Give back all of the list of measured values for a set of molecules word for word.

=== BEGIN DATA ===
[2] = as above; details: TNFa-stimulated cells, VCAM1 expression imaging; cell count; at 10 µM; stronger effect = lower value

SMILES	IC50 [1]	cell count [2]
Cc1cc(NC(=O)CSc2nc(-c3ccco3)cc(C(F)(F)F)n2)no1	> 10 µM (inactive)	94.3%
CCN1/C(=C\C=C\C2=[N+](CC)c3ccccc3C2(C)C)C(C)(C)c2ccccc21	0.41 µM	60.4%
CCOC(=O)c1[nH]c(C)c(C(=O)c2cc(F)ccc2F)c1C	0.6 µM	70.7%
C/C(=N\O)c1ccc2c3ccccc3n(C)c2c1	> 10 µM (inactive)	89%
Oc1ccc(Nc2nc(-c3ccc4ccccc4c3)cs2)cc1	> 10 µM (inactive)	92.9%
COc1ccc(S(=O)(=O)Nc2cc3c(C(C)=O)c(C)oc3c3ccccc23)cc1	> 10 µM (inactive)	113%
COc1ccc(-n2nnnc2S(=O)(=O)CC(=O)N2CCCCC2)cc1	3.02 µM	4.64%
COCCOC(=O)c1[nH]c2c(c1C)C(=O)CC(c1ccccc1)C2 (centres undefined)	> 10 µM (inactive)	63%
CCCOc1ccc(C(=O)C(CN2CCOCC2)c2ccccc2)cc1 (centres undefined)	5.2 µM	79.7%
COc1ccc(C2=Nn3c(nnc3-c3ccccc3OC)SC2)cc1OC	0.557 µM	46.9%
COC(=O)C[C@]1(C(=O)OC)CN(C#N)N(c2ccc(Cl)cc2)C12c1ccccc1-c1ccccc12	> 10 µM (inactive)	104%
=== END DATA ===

[2] = as above; details: TNFa-stimulated cells, VCAM1 expression imaging; cell count; at 10 µM; stronger effect = lower value

SMILES	IC50 [1]	cell count [2]
Cc1cc(NC(=O)CSc2nc(-c3ccco3)cc(C(F)(F)F)n2)no1	> 10 µM (inactive)	94.3%
CCN1/C(=C\C=C\C2=[N+](CC)c3ccccc3C2(C)C)C(C)(C)c2ccccc21	0.41 µM	60.4%
CCOC(=O)c1[nH]c(C)c(C(=O)c2cc(F)ccc2F)c1C	0.6 µM	70.7%
C/C(=N\O)c1ccc2c3ccccc3n(C)c2c1	> 10 µM (inactive)	89%
Oc1ccc(Nc2nc(-c3ccc4ccccc4c3)cs2)cc1	> 10 µM (inactive)	92.9%
COc1ccc(S(=O)(=O)Nc2cc3c(C(C)=O)c(C)oc3c3ccccc23)cc1	> 10 µM (inactive)	113%
COc1ccc(-n2nnnc2S(=O)(=O)CC(=O)N2CCCCC2)cc1	3.02 µM	4.64%
COCCOC(=O)c1[nH]c2c(c1C)C(=O)CC(c1ccccc1)C2 (centres undefined)	> 10 µM (inactive)	63%
CCCOc1ccc(C(=O)C(CN2CCOCC2)c2ccccc2)cc1 (centres undefined)	5.2 µM	79.7%
COc1ccc(C2=Nn3c(nnc3-c3ccccc3OC)SC2)cc1OC	0.557 µM	46.9%
COC(=O)C[C@]1(C(=O)OC)CN(C#N)N(c2ccc(Cl)cc2)C12c1ccccc1-c1ccccc12	> 10 µM (inactive)	104%